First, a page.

Mama loved Janice. Janice had never been to the beach, so this time last year she invited Janice and her family down to Panama City Beach for a week. They rented a 3-bedroom condo, and Mom took care of the bill. It dove-tailed with Damien & his new wife's honeymoon, so they stayed there for part of the week as well.
Mom *loved* doing stuff like that. She called it "Playing Santa Claus." Paul called it "being a cheerful giver." It comforts me that right before that Paul says that God loves those kinds of folks.
Damien gave me the news that his Mom is in remission. Praise God for that!
• You know, sometimes -- maybe even a lot of times -- the business side of Kingdom work can be awkwardly incongruent with Kingdom values. Matt & I spoke about a couple of situations like that over lunch Friday -- ungodly Elders, or ungodly ministers, or awkward leadership situations.
Its even sort of funny how selfish ambition can get caught up into a profession where you would expect the greatest leaders to be the most humble. There's a sense in which a conference-type atmosphere is a showcase for your own ministry skills: one's ability to speak, or to "work a room," or network with brotherhood power-brokers, or whatever.
I think I'd be dishonest if I said I didn't struggle with that. There's a part of me that feels like I have a word or two to share with that kind of an audience. And when I hear a speaker not quite deliver -- as I witnessed in a few occasions this weekend -- Satan can be suggestive in urging me to feed that little pride monster inside.
I think a great counter to selfish ambition, however, is spending yourself in encouragement. Rather than spending the weekend sulking over insulted pride, I chose to focus on building up others around me. There's something about "playing Barnabas" that heads off selfish ambition completely.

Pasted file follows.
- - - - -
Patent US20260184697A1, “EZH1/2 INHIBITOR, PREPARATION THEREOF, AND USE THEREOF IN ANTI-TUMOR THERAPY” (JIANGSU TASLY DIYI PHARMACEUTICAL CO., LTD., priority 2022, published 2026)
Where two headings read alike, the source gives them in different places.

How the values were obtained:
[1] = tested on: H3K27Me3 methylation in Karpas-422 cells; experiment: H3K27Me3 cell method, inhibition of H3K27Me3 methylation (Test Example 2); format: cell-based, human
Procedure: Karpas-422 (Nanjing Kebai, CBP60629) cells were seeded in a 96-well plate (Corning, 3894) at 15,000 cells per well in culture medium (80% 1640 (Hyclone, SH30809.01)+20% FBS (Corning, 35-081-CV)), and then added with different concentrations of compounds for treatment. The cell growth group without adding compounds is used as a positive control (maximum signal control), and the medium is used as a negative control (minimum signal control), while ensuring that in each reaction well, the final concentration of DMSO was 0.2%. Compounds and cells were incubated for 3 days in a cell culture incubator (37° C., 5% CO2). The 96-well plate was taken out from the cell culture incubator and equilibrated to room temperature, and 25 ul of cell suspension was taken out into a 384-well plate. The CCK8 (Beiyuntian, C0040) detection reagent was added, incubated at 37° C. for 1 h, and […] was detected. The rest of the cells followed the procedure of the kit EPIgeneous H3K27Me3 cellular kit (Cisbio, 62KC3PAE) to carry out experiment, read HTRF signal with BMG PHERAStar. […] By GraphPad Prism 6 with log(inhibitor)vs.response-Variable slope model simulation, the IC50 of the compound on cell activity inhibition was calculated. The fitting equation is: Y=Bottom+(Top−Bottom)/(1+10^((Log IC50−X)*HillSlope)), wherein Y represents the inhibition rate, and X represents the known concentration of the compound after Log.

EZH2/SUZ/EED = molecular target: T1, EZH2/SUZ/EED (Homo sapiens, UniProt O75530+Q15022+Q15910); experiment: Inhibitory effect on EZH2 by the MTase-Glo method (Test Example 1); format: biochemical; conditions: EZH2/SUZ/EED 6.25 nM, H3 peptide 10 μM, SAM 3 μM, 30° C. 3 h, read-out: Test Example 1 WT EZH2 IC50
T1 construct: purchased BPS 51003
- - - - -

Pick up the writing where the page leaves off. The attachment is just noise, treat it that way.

• Its good to receive that kind of encouragement, as well. At one of the final sessions I went to, I ran into an old UF buddy named Scott. You'd have to know Scott to appreciate this, but he looks JUST LIKE "The Rock." He can even do that thing with his eyebrow. One of the first things Scott said to me was, "When are you speaking?" I told him I wasn't, and he said, "Man, they need to get you on the roster. You should be speaking at this thing."
Scott is a great encourager. I remembered that I spent some of my last months in the campus ministry at UF teaching a Wednesday night Bible class, and Scott always had some of the most encouraging comments for me each night.
Scott introduced me to his new wife, and said, "This is Phil... he was in the campus ministry... '98-'02, right?" I had to correct him and say, "Nope -- '99-'01. I was there just for two years." Scott said, "Oh. Well, you just made a big impact."
Thanks, Scott ;)